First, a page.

It’s a cold, gloomy day in Sydney today. Perfect baking weather! I’ve been playing around with this recipe for a while, and I think I’ve finally nailed it. These scones have the comforting density and softness of a traditional scone, with a subtle buttermilk flavour. They make an awesome afternoon tea, or are great to dip into soup.
You may wonder, why bother with fake buttermilk? The main reason is that it act as as a leavening agent, improving the texture of the scone. This is particularly important when baking with gluten free flours. A higher protein milk is ideal, as the milk needs protein to curdle. I generally use soy, but you can use oat, rice, or a nut based milk, depending on what is safe for you. You can use coconut, but it will not curdle. However, the coconut milk will add richness, and the acidity from the vinegar will still work as a leavening agent.
1 1/2 cups of gluten free flour blend (doesn’t matter which type)
1 1/2 cups of sorghum flour
1 tbsp of baking powder
2 tsp of xanthan gum
1 tbsp of sugar
6 tbsp of dairy free margarine
1 cup of dairy free milk
1 tbsp of apple cider vinegar
- Preheat oven to 210 degrees
- Add vinegar to the milk, and leave for 10 minutes. The milk will thicken and seperate – totally normal!
- Combine the the flour, packing powder, xanthan gum and sugar in a large bowl.
- Rub the margarine into the flour, until it resembles bread crumbs (you can use your fingers, or a kitchen aid for this).
- Add in the milk mixture, and combine to make a soft dough. If the dough sticks to your fingers, add a little more flour.
- Roll out the dough to a thickness of about 2cm.
- Cut out the scones with a cookie cutter. A 7cm cookie cutter will make about 12 scones.
- Place scones on a baking tray lined with baking paper. Bake for 6 minutes, then turn and bake for another 6 minutes.
- Serve warm with the topping of your choice!
These are lovely, simple cakes, that you can serve on their own, with icing, or if you want to get a bit fancy, with the caramelised figs. My kids love it with the orange butter cream icing. I kind of like it with both! Boiling the orange takes a little time, but making the cake itself is simple and very quick. A nice treat for a Sunday afternoon!
Gluten, dairy, nut, and egg free. Can be made soy free. Vegan.
1 large orange
sprig of Rosemary
2 cups of gluten free flour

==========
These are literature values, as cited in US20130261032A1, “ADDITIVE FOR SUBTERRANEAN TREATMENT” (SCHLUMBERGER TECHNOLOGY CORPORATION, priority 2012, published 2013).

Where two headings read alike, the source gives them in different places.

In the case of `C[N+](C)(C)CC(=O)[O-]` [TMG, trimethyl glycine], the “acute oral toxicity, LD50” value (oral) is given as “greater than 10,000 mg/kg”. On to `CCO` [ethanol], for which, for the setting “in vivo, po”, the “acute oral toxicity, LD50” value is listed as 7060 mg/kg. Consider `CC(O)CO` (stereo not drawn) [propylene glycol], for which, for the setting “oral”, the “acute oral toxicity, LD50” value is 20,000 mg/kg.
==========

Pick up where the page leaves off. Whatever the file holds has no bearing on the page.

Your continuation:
1/2 cup of coconut flour
1/2 cup of olive oil or coconut oil
1 cup of soy milk (or alternative milk. Coconut or rice milk work well)
1/2 cup sugar
1 tablespoon orange blossom water
2 teaspoons of baking powder
1 teaspoon of vanilla essence
Nuttelex for greasing baking tray
half cup of nuttelex
half a cup of icing sugar
1 teaspoon of vanilla essence
zest of an orange
2 teaspoons of nuttelex
1 tablespoon of brown sugar
1 sprig of rosemary
Pinch or salt
- Boil the orange and one small Rosemary sprig for 1 hour. Allow to cool. Remove orange. Cut in half to remove any seeds, and then blend orange and Rosemary until smooth.
- Combine gluten free free flour, coconut flour, baking powder and sugar in a large bowl
- In a smaller bowl, combine Pureed orange, olive oil, vanilla, orange blossom water and soy milk.
- Make a well in the centre of dry ingredients. Pour in wet ingredients. Mix gently with a wooden spoon.
- Grease patty tin liberally with nuttelex
- spoon in mixture until each patty is roughly half full.
- Bake for 20 minutes at 170 degrees.
- Allow to cool if icing. Can be served warm with caramelised figs.
Place all ingredients in a large bowl, and beat until light and fluffy. Gently spread over cooled cakes.
Add sugar and nuttelex to a small frying pan. Simmer on medium heat, until sugar has completely dissolved, and it starts to thicken a little. Add in half a teaspoon of finely chopped rosemary, and diced figs.
Cook figs in caramel syrup for a couple of minutes.
Pour a little syrup and a couple of figs over the orange cake to serve. You can add a dollop of icing or icecream as well if you like!